In their marriages, the husband carried off his bride by a sort of force; nor were their brides ever small and of tender years, but in their full bloom and ripeness. After this, she who superintended the wedding comes and clips the hair of the bride close round her head, dresses her up in man's clothes, and leaves her upon a mattress in the dark; afterwards comes the bridegroom, in his everyday clothes, sober and composed, as having supped at the common table, and, entering privately into the room where the bride lies, unties her virgin zone, and takes her to himself; and, after staying some time together, he returns composedly to his own apartment, to sleep as usual with the other young men.

… he made it, nevertheless, honorable for men to give the use of their wives to those whom they should think fit, that so they might have children by them; ridiculing those in whose opinion such favors are so unfit for participation as to fight and shed blood and go to war about it. Lycurgus allowed a man who was advanced in years and had a young wife to recommend some virtuous and approved young man, that she might have a child by him, who might inherit the good qualities of the father, and be a son to himself. On the other side, an honest man who had love for a married woman upon account of her modesty and the well-favouredness of her children, might, without formality, beg her company of her husband, that he might raise, as it were, from this plot of good ground, worthy and well-allied children for himself.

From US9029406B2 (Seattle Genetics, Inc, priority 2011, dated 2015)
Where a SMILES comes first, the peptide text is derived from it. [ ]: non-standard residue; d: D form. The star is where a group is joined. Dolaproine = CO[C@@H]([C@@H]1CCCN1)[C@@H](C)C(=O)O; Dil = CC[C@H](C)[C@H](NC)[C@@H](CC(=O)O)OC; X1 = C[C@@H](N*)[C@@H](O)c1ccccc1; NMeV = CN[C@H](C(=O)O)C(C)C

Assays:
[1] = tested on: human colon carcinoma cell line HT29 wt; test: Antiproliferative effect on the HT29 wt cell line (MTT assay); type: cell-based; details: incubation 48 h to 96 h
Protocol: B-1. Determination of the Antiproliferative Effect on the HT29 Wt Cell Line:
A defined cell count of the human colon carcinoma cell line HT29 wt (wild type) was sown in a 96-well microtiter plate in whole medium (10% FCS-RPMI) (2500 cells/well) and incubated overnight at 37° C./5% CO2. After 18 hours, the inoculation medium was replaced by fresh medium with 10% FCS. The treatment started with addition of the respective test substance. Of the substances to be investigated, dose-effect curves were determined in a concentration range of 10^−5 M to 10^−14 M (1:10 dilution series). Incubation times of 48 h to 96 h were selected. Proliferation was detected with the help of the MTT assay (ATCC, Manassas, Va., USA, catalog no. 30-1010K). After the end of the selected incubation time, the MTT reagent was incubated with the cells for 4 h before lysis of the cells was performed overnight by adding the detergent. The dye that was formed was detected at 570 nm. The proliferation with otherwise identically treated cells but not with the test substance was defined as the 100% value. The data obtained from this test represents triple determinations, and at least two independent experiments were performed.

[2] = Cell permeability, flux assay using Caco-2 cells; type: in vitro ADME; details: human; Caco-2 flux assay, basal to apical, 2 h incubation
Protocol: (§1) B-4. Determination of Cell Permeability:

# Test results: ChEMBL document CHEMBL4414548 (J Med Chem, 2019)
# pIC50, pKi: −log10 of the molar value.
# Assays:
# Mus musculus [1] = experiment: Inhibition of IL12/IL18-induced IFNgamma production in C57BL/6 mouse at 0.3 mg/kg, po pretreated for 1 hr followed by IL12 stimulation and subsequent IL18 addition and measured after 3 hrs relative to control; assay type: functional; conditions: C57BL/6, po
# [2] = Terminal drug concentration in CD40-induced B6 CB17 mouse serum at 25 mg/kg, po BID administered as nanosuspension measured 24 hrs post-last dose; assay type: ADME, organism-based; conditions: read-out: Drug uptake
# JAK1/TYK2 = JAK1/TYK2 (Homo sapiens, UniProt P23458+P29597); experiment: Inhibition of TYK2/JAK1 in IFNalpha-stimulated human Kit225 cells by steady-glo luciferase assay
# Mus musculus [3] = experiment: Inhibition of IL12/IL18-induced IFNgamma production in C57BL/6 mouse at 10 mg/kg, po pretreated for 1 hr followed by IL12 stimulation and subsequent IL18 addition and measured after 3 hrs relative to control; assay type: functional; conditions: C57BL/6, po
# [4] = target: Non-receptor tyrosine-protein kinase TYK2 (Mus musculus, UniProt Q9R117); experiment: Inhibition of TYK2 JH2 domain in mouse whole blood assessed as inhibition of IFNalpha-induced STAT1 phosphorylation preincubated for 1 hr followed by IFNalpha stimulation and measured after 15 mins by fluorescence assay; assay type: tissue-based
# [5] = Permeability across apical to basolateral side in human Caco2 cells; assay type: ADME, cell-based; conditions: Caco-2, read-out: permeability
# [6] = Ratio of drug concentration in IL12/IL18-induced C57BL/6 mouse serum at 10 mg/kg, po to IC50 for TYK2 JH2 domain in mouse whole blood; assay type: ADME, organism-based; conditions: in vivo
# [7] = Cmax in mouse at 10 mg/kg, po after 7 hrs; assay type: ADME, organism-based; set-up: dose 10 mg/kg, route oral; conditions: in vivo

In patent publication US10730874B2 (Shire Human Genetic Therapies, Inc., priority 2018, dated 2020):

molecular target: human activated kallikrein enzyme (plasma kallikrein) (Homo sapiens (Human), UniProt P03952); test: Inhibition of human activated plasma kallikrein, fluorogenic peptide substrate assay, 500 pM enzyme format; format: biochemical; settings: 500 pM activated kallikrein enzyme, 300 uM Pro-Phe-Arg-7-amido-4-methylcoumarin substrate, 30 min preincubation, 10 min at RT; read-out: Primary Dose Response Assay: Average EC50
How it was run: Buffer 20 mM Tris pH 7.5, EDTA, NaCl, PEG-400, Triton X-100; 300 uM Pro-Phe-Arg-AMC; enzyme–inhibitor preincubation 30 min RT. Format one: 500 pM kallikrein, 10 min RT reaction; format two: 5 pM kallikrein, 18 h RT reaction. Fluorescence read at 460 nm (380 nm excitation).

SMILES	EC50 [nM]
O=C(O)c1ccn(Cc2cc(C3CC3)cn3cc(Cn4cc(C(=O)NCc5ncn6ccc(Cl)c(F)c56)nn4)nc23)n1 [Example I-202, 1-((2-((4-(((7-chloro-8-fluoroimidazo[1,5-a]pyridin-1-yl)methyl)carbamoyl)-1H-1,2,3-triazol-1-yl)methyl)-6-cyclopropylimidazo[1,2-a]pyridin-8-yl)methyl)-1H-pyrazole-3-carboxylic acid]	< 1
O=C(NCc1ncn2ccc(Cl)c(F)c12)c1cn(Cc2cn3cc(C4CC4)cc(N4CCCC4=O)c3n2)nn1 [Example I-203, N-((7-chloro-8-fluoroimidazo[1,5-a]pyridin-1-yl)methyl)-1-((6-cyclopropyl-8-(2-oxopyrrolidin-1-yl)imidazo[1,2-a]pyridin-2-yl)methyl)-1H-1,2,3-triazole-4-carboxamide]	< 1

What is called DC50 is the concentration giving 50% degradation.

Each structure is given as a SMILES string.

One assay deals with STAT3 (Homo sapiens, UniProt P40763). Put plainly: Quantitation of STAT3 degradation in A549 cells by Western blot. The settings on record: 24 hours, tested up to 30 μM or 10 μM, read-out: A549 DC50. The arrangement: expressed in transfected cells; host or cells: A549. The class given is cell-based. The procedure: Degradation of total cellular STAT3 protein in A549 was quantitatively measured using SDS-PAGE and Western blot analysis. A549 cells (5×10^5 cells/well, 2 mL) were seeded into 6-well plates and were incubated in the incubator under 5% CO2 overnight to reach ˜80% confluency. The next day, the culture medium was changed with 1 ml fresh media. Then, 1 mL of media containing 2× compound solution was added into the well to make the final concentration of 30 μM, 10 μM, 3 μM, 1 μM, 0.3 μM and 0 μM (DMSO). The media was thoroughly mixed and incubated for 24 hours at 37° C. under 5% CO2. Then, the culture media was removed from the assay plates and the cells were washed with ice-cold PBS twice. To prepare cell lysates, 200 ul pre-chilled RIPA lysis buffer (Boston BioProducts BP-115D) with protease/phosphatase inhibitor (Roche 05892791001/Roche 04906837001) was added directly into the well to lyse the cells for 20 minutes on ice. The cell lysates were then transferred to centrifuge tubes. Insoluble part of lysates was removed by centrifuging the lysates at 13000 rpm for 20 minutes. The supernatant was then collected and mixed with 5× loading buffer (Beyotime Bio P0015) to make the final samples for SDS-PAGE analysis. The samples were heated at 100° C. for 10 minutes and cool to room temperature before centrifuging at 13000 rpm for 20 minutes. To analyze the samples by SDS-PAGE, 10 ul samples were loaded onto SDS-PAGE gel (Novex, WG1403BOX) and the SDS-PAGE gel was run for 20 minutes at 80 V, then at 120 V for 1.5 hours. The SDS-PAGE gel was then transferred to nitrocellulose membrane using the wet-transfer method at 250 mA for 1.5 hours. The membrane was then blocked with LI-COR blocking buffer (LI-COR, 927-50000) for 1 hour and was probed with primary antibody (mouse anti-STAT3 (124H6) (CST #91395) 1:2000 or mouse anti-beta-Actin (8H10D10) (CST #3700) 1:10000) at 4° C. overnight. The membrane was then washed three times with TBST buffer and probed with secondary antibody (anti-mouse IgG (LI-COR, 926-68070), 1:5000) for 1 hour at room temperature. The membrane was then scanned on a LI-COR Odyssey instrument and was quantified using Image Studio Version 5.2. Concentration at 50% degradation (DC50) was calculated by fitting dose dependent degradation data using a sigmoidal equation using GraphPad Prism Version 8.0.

Lycurgus was of a persuasion that children were not so much the property of their parents as of the whole commonwealth, and, therefore, would not have his citizens begot by the first-comers, but by the best men that could be found; the laws of other nations seemed to him very absurd and inconsistent, where people would be so solicitous for their dogs and horses as to exert interest and to pay money to procure fine breeding, and yet kept their wives shut up, to be made mothers only by themselves, who might be foolish, infirm, or diseased; as if it were not apparent that children of a bad breed would prove their bad qualities first upon those who kept and were rearing them, and well-born children, in like manner, their good qualities. These regulations, founded on natural and social grounds, were certainly so far from that scandalous liberty which was afterwards charged upon their women, that they knew not what adultery meant.